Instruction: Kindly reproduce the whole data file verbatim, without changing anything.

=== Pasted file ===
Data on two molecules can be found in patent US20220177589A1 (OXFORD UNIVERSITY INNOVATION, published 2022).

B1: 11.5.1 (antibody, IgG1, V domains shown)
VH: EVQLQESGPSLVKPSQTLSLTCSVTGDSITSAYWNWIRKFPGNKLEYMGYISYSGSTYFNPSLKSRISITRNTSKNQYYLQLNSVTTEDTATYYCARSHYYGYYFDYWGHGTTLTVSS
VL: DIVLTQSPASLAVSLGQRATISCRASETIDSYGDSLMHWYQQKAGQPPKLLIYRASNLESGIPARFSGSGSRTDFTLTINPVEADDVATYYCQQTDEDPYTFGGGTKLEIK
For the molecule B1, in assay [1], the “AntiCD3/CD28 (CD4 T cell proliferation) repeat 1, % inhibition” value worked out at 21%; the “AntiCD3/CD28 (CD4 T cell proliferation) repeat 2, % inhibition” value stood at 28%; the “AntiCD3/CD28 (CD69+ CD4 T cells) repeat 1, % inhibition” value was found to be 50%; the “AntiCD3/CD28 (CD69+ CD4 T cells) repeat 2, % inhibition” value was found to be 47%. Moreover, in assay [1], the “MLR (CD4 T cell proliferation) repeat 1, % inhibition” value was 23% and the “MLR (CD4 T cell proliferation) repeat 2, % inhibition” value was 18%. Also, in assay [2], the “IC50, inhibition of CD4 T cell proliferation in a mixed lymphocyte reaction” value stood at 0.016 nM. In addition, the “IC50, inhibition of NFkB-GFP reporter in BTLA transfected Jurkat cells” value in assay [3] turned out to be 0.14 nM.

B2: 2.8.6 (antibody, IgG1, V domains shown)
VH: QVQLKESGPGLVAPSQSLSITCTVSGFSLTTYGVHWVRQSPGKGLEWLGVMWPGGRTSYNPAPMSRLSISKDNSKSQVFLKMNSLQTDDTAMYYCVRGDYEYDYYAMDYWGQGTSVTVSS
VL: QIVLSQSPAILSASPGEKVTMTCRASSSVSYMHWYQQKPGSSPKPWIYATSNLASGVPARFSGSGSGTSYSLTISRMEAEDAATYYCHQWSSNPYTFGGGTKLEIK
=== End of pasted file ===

Data on two molecules can be found in patent US20220177589A1 (OXFORD UNIVERSITY INNOVATION, published 2022).

B1: 11.5.1 (antibody, IgG1, V domains shown)
VH: EVQLQESGPSLVKPSQTLSLTCSVTGDSITSAYWNWIRKFPGNKLEYMGYISYSGSTYFNPSLKSRISITRNTSKNQYYLQLNSVTTEDTATYYCARSHYYGYYFDYWGHGTTLTVSS
VL: DIVLTQSPASLAVSLGQRATISCRASETIDSYGDSLMHWYQQKAGQPPKLLIYRASNLESGIPARFSGSGSRTDFTLTINPVEADDVATYYCQQTDEDPYTFGGGTKLEIK
For the molecule B1, in assay [1], the “AntiCD3/CD28 (CD4 T cell proliferation) repeat 1, % inhibition” value worked out at 21%; the “AntiCD3/CD28 (CD4 T cell proliferation) repeat 2, % inhibition” value stood at 28%; the “AntiCD3/CD28 (CD69+ CD4 T cells) repeat 1, % inhibition” value was found to be 50%; the “AntiCD3/CD28 (CD69+ CD4 T cells) repeat 2, % inhibition” value was found to be 47%. Moreover, in assay [1], the “MLR (CD4 T cell proliferation) repeat 1, % inhibition” value was 23% and the “MLR (CD4 T cell proliferation) repeat 2, % inhibition” value was 18%. Also, in assay [2], the “IC50, inhibition of CD4 T cell proliferation in a mixed lymphocyte reaction” value stood at 0.016 nM. In addition, the “IC50, inhibition of NFkB-GFP reporter in BTLA transfected Jurkat cells” value in assay [3] turned out to be 0.14 nM.

B2: 2.8.6 (antibody, IgG1, V domains shown)
VH: QVQLKESGPGLVAPSQSLSITCTVSGFSLTTYGVHWVRQSPGKGLEWLGVMWPGGRTSYNPAPMSRLSISKDNSKSQVFLKMNSLQTDDTAMYYCVRGDYEYDYYAMDYWGQGTSVTVSS
VL: QIVLSQSPAILSASPGEKVTMTCRASSSVSYMHWYQQKPGSSPKPWIYATSNLASGVPARFSGSGSGTSYSLTISRMEAEDAATYYCHQWSSNPYTFGGGTKLEIK